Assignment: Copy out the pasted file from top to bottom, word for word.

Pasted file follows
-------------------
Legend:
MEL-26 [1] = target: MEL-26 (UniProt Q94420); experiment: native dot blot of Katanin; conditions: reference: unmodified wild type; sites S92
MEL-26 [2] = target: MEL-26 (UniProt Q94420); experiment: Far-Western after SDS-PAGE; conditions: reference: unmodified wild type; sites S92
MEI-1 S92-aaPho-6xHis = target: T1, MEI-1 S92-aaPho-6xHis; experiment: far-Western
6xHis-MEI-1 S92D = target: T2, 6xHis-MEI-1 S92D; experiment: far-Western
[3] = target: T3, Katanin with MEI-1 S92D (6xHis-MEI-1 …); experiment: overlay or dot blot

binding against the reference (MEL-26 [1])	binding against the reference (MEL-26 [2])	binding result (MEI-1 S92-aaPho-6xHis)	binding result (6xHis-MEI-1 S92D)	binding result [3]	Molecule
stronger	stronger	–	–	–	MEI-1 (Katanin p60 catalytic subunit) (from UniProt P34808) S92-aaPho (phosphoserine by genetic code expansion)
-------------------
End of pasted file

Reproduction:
Legend:
MEL-26 [1] = target: MEL-26 (UniProt Q94420); experiment: native dot blot of Katanin; conditions: reference: unmodified wild type; sites S92
MEL-26 [2] = target: MEL-26 (UniProt Q94420); experiment: Far-Western after SDS-PAGE; conditions: reference: unmodified wild type; sites S92
MEI-1 S92-aaPho-6xHis = target: T1, MEI-1 S92-aaPho-6xHis; experiment: far-Western
6xHis-MEI-1 S92D = target: T2, 6xHis-MEI-1 S92D; experiment: far-Western
[3] = target: T3, Katanin with MEI-1 S92D (6xHis-MEI-1 …); experiment: overlay or dot blot

binding against the reference (MEL-26 [1])	binding against the reference (MEL-26 [2])	binding result (MEI-1 S92-aaPho-6xHis)	binding result (6xHis-MEI-1 S92D)	binding result [3]	Molecule
stronger	stronger	–	–	–	MEI-1 (Katanin p60 catalytic subunit) (from UniProt P34808) S92-aaPho (phosphoserine by genetic code expansion)